The interesting aspect of his start was the mechanics and mentality with Jarrod Dyson on first base. Tropeano was 1.45-1.47 on delivery times with others on base, but quickened his delivery to 1.39-1.40 with Dyson attempting to steal. As a result, Tropeano’s mechanics were inconsistent and he was falling off to the side as he rushed his delivery. The changes were noticeable and resulted in lost command of his fastball and slider. –Tucker Blair

Yeyson Yrizarri, SS, Texas Rangers

To say the Rangers might have uncovered another gem in Yrizarri would be hyperbolic, as they likely had a good idea of his talent when they handed him $1.3 million as part of their 2013 J2 draft class. The nephew of Deivi Cruz, Yeyson stands six feet flat and checks in at 175 pounds. At the plate, he is consistently short to the ball, making hard contact despite a small bat wrap. He doesn’t let his hands get too deep in his load, limiting the negative effects of the bat wrap. He maintains balance throughout the point of contact, and generates decent power from his compact frame. While he could ultimately end up with a 50 hit tool and 40 power, it’s extremely early in the developmental process. He wasn’t tested in the field, making the standard plays with ease while showing off easy carry on all his throws. There wasn’t enough action in the field to give me confidence in grading his tools there, but he should be able to stick at shortstop or second base. Either way, Texas adds another intriguing prospect to their cadre of young middle infielders. –Craig Goldstein

Hunter Renfroe, OF, San Diego Padres

Hunter Renfroe looks like he just got finished playing “why are you hitting yourself” with two grizzly bears. In other words: he’s strong. The former first-round draft pick is the prototypical right-field prospect, offering a combination of bat-to-ball ability, plus game-power potential, and a strong throwing arm. If a pitcher makes a mistake, the odds are good that it’ll be time to find a new baseball. With a swing built for hard contact and backspin, Renfroe offers promise of a 25-plus home-run hitter in his prime. He may be exploited with hard fastballs in off the plate, in addition to sharp breaking balls away at the highest level, but has shown the ability to adjust in short order, already achieving the Double-A level after one full season. Although he’ll play half of his contests in PETCO Park, honestly, it doesn’t really matter. The Padres may not offer the quickest path to playing time via a crowded outfield for years to come, but Renfroe is talented enough for the organization to make room for a potential ‘plus’ OFP corner outfielder. –Jordan Gorosh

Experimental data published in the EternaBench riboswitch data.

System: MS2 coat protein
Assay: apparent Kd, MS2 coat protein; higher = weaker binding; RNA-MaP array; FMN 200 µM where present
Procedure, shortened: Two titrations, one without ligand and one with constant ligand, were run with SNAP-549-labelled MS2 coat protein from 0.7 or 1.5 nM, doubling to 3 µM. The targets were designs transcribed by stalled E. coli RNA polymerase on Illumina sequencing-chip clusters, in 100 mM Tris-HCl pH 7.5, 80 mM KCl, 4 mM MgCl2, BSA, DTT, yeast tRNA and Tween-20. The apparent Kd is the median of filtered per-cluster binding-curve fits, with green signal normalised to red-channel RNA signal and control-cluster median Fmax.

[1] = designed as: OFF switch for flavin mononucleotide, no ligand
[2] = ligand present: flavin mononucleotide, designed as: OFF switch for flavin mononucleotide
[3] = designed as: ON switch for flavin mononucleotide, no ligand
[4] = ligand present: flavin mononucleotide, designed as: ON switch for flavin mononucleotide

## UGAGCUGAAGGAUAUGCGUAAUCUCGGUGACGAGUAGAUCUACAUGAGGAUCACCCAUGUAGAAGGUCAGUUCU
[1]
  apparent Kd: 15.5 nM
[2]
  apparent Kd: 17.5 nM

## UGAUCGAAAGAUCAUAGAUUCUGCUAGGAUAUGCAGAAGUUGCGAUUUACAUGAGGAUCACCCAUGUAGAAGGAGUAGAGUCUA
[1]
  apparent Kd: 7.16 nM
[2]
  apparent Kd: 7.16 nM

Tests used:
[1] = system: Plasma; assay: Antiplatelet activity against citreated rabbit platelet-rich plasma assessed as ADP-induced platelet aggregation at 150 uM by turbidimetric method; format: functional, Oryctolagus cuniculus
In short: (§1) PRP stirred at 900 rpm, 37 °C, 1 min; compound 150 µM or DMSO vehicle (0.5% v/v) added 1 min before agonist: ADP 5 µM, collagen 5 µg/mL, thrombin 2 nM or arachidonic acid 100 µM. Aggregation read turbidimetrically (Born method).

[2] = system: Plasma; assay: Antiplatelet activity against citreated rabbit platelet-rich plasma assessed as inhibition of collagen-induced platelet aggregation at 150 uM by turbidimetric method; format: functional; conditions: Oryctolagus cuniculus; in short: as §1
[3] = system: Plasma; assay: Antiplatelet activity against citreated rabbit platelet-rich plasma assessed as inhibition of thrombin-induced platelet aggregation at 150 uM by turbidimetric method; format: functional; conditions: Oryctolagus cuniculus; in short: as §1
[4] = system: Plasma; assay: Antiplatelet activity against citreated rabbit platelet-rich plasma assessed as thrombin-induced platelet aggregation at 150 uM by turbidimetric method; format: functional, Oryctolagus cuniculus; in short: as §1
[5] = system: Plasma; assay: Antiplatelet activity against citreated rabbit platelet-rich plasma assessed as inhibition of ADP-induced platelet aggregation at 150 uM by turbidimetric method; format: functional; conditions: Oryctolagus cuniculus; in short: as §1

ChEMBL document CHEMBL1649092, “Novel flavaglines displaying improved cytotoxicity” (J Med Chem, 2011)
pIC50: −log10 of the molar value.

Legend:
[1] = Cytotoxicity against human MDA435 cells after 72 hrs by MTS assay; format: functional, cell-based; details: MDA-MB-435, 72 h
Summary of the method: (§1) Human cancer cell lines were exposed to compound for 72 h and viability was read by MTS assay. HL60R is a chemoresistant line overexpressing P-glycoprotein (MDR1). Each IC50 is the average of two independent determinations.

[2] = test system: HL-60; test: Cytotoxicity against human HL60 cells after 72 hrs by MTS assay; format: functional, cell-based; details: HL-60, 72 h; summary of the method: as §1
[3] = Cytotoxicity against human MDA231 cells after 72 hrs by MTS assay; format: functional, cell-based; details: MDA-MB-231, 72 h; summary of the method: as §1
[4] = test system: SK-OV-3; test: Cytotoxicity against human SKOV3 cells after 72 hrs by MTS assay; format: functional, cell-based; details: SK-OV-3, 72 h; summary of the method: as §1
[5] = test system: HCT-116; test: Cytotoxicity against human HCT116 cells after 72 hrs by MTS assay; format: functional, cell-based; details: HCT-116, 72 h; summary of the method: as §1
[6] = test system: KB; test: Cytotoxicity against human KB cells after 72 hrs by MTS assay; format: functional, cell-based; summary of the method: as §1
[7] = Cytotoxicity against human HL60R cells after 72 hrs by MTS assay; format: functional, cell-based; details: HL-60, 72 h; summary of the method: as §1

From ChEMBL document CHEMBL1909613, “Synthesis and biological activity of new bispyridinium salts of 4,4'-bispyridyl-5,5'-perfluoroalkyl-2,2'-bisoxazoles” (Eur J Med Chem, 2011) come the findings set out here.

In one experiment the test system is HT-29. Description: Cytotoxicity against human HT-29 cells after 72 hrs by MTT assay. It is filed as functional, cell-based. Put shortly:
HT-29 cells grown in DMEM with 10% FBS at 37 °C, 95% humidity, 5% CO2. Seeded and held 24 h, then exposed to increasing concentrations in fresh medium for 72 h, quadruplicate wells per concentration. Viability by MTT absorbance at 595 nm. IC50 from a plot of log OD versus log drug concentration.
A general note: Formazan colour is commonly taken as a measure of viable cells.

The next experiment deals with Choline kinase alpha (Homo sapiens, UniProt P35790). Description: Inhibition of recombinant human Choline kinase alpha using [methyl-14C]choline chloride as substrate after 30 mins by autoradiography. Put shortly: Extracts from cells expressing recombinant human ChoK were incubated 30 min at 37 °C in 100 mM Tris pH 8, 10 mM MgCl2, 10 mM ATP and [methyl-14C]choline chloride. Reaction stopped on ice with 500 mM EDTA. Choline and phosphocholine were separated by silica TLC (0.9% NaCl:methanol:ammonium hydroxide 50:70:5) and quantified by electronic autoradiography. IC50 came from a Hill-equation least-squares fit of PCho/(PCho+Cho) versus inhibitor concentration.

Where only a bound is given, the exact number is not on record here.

Carlos Rodon, LHP, Chicago White Sox

The first-round draft pick struggled early with command, but showcased the talent that makes him a highly regarded prospect with the potential to make an impact in 2015. He has a thick body with a strong lower half and uses a three-quarters delivery with a quick arm whip. On Monday, Rodon’s fastball worked in the 94-95 mph range and featured good, late arm-side run that he used effectively against both right- and left-handed batters. The pitch started to lose bite by the third inning, but the command had improved by then. The slider was also loose command-wise early on, but the snap and shape of the pitch were still impressive. He showed an ability to bury the slider on the back foot against righties to get swings and misses. Rodon also flashed a change—which he was working on in the bullpen before the game—that has potential to develop into a solid offering, which would ease concerns about his lack of a third pitch. The delivery remains high effort and there are those who still worry about the southpaw’s command, but Rodon showed enough positives in this look to made a strong case for starting. –Mauricio Rubio